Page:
Dr. Joseph presents a six-step, self-help, THRIVE Model: “1) Taking stock (be aware of your feelings and concentrate on personal development practices (i.e., eat healthy; get enough sleep; keep active; play; exercise; etc.) to help you feel better each day); 2) Harvesting hope (set goals, have a sense of personal agency, and create a roadmap to accomplishing your goals); 3) Re-authoring (change the narrative inside your head to help you move from victim to victor); 4) Identifying change (keep a daily journal of your progress); 5) Valuing change (be self-nurturing and grateful); and, 6) Expressing change in action (put real changes into action and be mindful of your progress, no matter how seemingly small or insignificant).
One of the world’s leading trauma specialists, Mardi Horowitz, proposes that trauma recovery consists of five phases: 1) outcry or stunned confusion; 2) numbness and denial or avoidance; 3) intrusive re-experiencing; 4) working through; and, 5) completion. Importantly, Horowitz points out that people do not necessarily move through these steps in sequence. In my experience, my progress reminded me of the back and forth movements of accordion bellows.
Trauma recovery requires healing the whole person (biological, psychological, social, and spiritual). Getting support helps us to achieve and maintain a solid foundation in trauma recovery. Safety was my #1 priority. To put it quite bluntly, trauma scared the shit out of me. So, finding a safe space in which to heal and finding safe relationships were a priority for me. I was fortunate that I found both. Love, compassion, and support from family and friends, and guidance from professionals, were extremely important.
I learned that the effects of trauma resided in my body … and I needed to get it out. So, beyond talk therapy, I utilized mind-body treatments and practices, such as: acupuncture; acupressure; Emotional Freedom Technique, also known as EFT or energy tapping; core energetics and body movement; somatic experiencing; trauma sensitive yoga; EMDR; and, breathing meditations. Of course, getting plenty of rest and sleep, healthy eating, and regular exercise helps our body to help us heal.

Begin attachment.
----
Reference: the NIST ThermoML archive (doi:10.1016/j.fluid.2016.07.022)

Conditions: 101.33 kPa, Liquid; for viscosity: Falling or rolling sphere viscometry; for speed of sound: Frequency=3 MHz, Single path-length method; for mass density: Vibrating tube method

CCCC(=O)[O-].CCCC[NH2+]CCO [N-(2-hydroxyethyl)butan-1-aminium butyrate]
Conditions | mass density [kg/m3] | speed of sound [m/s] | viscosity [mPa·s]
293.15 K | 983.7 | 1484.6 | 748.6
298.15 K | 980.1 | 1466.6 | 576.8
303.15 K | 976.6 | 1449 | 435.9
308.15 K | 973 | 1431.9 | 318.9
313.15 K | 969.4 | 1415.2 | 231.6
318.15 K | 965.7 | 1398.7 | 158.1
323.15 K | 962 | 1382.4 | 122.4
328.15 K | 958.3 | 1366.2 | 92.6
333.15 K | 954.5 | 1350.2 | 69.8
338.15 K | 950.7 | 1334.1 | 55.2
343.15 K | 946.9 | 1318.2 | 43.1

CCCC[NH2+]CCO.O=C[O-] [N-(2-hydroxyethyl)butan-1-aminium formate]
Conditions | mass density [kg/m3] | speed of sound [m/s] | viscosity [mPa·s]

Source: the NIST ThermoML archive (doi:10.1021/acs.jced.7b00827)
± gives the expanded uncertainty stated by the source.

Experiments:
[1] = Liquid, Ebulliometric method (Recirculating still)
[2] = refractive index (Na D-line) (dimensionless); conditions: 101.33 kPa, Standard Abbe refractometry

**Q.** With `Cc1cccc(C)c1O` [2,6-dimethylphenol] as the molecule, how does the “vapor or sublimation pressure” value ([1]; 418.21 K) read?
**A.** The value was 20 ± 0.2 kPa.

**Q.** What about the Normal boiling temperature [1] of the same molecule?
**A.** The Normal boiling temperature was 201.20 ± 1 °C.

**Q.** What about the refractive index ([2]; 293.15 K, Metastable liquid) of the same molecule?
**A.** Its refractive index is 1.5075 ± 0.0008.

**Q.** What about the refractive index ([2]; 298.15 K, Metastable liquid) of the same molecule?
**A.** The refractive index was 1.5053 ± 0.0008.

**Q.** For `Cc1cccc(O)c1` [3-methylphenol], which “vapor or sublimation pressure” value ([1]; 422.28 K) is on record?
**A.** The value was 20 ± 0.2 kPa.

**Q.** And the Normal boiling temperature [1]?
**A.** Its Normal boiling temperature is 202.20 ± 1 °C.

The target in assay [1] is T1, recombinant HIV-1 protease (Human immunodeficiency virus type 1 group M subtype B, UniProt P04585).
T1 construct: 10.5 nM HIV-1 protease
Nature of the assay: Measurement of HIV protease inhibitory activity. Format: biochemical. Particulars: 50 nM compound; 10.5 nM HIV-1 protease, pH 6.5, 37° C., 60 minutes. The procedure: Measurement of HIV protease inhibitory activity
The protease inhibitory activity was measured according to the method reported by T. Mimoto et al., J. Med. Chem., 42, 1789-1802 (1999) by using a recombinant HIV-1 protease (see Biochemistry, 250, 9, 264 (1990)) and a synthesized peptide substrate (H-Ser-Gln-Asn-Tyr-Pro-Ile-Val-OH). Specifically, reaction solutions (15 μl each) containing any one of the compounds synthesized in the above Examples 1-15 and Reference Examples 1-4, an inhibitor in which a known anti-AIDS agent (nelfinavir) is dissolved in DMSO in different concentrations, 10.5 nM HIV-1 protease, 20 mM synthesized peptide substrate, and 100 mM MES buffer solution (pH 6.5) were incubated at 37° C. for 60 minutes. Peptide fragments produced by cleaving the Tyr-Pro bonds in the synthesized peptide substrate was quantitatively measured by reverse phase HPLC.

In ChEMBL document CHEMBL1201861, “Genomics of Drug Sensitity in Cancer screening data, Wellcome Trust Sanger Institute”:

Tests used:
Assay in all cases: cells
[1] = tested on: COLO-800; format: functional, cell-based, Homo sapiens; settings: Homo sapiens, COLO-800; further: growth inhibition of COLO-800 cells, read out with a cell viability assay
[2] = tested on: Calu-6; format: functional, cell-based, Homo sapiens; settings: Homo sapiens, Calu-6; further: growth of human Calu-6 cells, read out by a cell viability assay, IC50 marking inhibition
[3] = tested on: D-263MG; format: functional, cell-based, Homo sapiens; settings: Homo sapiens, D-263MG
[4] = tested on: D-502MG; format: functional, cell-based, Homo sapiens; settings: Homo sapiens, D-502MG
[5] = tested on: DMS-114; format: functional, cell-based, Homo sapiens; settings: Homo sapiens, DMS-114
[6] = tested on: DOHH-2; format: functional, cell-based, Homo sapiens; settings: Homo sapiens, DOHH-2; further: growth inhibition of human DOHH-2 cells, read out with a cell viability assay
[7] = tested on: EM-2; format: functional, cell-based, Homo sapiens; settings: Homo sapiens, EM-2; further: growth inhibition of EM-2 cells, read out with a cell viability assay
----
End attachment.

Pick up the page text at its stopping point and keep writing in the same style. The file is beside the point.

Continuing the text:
If you’re looking for a groundbreaking read on mind-body health, I highly recommend Daniel G. Amen, MD’s The End of Mental Illness: How Neuroscience Is Transforming Psychiatry and Helping Prevent or Reverse Mood and Anxiety Disorders, ADHD, Addictions, PTSD, Psychosis, Personality Disorders, and More. Dr. Amen presents evidence-based, revolutionary diagnostic and treatment recommendations that give you the power to strengthen your brain and improve your mind. Most relevant to the subjects of this article are the following two chapters: Chapter 11 – “Prescriptions for Reducing Your Mind Storms Risk Factors” (i.e., stress; tiredness; alcohol and drug use; missing meals; triggering effects of certain foods; and, excessive screen time) and Chapter 12 – “Immunity: Your Body’s Natural Protection System” (“Immunity is your body’s natural protection system, and it carries out two primary functions — defense and tolerance. Your immune system defends against external invaders — think bacteria, viruses, and parasites….It also regulates your level of tolerance to potential environmental triggers….When your immune system performs these two functions optimally, it helps keep you healthy….when your body’s tolerance … becomes overwhelmed, it makes you more vulnerable to infections … as well as increasing your risk for depression, anxiety, and even psychosis.”).
Beyond mind-body work, based upon my experience, but not necessarily in this order, I recommend that survivors consider these healing paths and practices: discover authentic self; generously give self-love, self-compassion, and self-forgiveness; reawaken awe – find a way to celebrate the extraordinary nature of ordinary things; transform loneliness into connection; discover the power of gratitude and kindness; and, create, sing, dance, and laugh.